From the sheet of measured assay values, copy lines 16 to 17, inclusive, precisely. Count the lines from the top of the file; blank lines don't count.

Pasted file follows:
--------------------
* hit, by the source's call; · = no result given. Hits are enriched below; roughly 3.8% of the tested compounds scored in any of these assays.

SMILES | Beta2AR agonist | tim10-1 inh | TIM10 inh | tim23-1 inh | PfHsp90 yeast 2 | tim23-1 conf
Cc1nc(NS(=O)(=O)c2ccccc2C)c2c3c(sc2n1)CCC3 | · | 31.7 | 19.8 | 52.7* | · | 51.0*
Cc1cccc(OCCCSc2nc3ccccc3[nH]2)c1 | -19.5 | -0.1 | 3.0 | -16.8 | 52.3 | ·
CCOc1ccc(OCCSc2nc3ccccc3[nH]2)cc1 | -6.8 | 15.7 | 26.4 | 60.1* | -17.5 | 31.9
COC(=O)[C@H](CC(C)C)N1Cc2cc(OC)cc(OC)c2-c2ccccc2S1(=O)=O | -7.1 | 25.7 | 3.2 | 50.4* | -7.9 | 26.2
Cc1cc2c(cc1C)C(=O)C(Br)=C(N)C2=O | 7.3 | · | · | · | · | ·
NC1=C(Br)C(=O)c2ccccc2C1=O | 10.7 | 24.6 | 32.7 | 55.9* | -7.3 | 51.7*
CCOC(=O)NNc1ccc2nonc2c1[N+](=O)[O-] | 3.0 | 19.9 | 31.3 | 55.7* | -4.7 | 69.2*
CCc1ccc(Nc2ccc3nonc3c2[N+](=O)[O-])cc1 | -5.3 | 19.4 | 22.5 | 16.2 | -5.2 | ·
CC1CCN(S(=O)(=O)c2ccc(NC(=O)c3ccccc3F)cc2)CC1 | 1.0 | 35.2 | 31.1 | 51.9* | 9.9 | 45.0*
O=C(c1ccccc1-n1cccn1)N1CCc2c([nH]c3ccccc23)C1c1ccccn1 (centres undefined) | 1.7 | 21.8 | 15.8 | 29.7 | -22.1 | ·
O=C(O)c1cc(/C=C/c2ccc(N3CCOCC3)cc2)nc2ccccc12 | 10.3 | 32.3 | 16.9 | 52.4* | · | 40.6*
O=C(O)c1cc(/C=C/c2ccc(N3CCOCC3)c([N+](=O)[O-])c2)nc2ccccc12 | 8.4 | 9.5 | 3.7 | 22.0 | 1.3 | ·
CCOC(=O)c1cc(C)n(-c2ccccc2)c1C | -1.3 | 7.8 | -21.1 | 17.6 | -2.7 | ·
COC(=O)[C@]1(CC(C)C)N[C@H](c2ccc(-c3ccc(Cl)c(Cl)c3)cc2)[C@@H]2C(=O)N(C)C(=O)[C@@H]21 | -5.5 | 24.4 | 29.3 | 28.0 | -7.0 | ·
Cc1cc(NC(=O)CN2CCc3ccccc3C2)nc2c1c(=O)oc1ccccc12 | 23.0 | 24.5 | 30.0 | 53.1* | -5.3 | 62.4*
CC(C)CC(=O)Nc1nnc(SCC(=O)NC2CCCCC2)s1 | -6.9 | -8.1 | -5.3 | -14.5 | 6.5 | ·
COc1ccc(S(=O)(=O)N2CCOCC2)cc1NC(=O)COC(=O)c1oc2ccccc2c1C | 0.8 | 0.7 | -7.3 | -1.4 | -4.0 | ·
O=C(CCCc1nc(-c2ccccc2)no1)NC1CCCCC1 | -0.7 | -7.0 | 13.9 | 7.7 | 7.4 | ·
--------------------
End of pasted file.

COC(=O)[C@]1(CC(C)C)N[C@H](c2ccc(-c3ccc(Cl)c(Cl)c3)cc2)[C@@H]2C(=O)N(C)C(=O)[C@@H]21 | -5.5 | 24.4 | 29.3 | 28.0 | -7.0 | ·
Cc1cc(NC(=O)CN2CCc3ccccc3C2)nc2c1c(=O)oc1ccccc12 | 23.0 | 24.5 | 30.0 | 53.1* | -5.3 | 62.4*